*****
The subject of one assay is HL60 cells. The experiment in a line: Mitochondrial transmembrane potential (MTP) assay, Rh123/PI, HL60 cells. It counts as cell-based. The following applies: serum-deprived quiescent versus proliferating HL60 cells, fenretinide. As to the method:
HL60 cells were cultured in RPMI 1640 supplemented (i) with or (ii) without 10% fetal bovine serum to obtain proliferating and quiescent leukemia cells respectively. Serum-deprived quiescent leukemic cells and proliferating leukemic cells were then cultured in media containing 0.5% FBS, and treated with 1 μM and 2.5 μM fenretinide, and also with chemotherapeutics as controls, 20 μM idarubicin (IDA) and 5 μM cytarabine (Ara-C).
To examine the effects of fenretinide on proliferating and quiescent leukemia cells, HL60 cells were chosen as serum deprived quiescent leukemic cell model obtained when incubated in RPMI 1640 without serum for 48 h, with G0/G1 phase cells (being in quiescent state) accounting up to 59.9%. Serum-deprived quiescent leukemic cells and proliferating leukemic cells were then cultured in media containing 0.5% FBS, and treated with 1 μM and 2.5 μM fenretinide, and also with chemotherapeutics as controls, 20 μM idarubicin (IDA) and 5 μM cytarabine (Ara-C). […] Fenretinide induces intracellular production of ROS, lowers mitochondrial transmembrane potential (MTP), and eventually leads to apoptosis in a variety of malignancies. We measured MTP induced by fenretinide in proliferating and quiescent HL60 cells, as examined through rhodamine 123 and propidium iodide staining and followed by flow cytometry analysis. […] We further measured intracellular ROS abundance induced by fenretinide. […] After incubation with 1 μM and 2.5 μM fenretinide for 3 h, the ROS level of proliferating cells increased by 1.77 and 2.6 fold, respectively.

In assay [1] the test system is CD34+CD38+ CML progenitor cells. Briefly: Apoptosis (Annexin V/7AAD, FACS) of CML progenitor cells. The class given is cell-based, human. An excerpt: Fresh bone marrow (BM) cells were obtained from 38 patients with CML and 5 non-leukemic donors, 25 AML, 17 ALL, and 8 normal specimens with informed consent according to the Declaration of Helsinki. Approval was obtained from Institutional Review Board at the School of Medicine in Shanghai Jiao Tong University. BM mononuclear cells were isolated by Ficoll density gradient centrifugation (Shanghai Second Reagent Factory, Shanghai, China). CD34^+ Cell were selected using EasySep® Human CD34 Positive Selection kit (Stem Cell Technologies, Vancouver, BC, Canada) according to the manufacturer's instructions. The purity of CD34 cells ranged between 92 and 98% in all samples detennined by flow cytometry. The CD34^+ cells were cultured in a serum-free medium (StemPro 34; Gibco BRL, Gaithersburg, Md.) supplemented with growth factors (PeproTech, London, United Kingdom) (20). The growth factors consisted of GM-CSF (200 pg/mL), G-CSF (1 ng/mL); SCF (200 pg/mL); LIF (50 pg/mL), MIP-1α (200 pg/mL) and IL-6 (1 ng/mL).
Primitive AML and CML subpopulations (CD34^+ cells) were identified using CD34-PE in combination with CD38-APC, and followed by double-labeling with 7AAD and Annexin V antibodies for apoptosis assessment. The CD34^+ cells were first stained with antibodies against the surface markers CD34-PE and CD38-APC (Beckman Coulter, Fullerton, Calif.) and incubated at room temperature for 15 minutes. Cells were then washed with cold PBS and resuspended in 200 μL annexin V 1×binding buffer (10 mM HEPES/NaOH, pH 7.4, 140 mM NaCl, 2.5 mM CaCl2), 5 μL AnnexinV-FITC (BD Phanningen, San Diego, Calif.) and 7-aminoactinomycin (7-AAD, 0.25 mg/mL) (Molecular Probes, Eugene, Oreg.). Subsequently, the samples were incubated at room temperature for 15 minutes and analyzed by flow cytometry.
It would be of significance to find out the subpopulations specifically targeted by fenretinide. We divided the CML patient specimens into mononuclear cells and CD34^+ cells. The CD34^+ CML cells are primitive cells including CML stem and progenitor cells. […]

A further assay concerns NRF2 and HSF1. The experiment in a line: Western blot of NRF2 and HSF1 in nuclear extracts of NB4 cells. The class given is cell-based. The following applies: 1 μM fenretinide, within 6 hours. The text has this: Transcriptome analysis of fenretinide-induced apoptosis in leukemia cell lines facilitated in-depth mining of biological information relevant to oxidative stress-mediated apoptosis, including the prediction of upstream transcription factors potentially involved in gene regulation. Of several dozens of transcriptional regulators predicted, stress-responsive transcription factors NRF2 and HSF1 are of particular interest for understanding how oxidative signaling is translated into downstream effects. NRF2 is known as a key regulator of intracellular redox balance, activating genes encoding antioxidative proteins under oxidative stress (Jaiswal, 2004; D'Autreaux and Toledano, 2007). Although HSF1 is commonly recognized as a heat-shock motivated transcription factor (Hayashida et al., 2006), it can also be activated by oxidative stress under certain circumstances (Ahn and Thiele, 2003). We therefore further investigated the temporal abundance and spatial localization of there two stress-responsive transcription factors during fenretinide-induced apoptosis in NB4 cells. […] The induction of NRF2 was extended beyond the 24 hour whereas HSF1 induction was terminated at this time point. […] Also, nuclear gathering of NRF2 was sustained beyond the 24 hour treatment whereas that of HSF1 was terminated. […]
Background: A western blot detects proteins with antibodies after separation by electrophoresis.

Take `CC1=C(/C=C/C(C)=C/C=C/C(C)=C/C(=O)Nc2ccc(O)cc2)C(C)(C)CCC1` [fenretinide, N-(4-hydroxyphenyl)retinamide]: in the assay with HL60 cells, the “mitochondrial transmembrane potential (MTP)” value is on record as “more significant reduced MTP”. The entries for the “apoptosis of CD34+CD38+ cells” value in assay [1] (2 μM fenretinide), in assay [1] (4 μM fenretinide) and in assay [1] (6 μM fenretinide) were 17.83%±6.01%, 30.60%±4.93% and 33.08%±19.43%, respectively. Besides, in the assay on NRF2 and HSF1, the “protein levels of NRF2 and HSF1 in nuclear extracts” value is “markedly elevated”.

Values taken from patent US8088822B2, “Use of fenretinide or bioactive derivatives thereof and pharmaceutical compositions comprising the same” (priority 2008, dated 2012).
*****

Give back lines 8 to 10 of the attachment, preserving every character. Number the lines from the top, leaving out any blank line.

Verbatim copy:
Background: A western blot detects proteins with antibodies after separation by electrophoresis.

Take `CC1=C(/C=C/C(C)=C/C=C/C(C)=C/C(=O)Nc2ccc(O)cc2)C(C)(C)CCC1` [fenretinide, N-(4-hydroxyphenyl)retinamide]: in the assay with HL60 cells, the “mitochondrial transmembrane potential (MTP)” value is on record as “more significant reduced MTP”. The entries for the “apoptosis of CD34+CD38+ cells” value in assay [1] (2 μM fenretinide), in assay [1] (4 μM fenretinide) and in assay [1] (6 μM fenretinide) were 17.83%±6.01%, 30.60%±4.93% and 33.08%±19.43%, respectively. Besides, in the assay on NRF2 and HSF1, the “protein levels of NRF2 and HSF1 in nuclear extracts” value is “markedly elevated”.

Values taken from patent US8088822B2, “Use of fenretinide or bioactive derivatives thereof and pharmaceutical compositions comprising the same” (priority 2008, dated 2012).